A quietly elegant black man, in sport coat and turtle neck comes in and stands calmly by the counter. Doesn’t say a word. And is instantly poured a glass of wine. Brandy? Then he becomes for a while the designated doorman, vetting the hopeful and hungry applicants. It’s futile for the hopeful applicants to ask. Every tiny table either has a name on it or someone already sitting there. Midge looked at me, looked at the man, and cut her glance to an old photo on the wall. A younger version of him and the rough character that let us in. Arms around each other, posed, smiling out at us from the black and white world of some long past event. Wine finished, the volunteer doorman nods, waves goodbye and a huggy young couple takes his place by the counter, drinking wine and eating the house rolls, sort of a biscuit-like thing. They do door detail now. And dozens are turned away. One couple, by the grace of god, got in because a person with a reservation had not shown up. Of course those late people showed up as soon as the fill-in people had been seated. And now there really isn’t anyplace even to stand, let alone an aisle for the waiter to work. But he and the owner seemed to have a real zen way about them and took the chaos in stride even though you could hardly move or hear orders being given.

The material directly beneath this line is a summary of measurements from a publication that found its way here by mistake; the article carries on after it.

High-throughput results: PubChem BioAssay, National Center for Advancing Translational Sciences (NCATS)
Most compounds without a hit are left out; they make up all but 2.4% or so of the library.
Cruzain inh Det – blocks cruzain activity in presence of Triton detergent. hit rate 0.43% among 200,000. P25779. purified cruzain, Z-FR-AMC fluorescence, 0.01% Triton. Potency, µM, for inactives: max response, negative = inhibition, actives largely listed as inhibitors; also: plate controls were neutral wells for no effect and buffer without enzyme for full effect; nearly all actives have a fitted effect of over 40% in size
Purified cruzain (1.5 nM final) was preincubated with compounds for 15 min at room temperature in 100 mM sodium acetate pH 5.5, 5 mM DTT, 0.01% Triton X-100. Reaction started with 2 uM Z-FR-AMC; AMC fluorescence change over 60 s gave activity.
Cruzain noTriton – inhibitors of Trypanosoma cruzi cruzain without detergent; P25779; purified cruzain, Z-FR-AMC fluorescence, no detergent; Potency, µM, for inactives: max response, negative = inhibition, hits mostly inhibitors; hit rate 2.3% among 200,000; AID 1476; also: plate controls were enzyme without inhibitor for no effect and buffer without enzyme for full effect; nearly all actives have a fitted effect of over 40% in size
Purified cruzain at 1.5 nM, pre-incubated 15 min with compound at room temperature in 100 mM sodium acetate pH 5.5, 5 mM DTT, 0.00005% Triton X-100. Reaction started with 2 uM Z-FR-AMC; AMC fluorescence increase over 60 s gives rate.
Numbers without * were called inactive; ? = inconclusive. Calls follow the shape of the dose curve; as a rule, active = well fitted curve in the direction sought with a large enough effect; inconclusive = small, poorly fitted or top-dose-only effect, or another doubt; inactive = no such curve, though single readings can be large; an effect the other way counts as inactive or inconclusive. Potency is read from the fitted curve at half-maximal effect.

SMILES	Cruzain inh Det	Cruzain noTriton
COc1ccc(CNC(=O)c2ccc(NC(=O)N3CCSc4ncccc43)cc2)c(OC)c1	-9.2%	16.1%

The food is great and plentiful. And random. We didn’t order either of the first two courses. One was hot salted focaccia drizzled with fresh, green olive oil. The next course to arrive unbidden was a huge plate o’ meat. All sweet treats served under balsamic. I told the waiter they were great and all but I was worried that we had eaten what we had not ordered. Was this meant for some other table? Note, Concerned Citizen Stew reported this AFTER he gobbled it all up. “No, no” the angelic waiter smiled. “It was a surprise for you.” Thank you very much.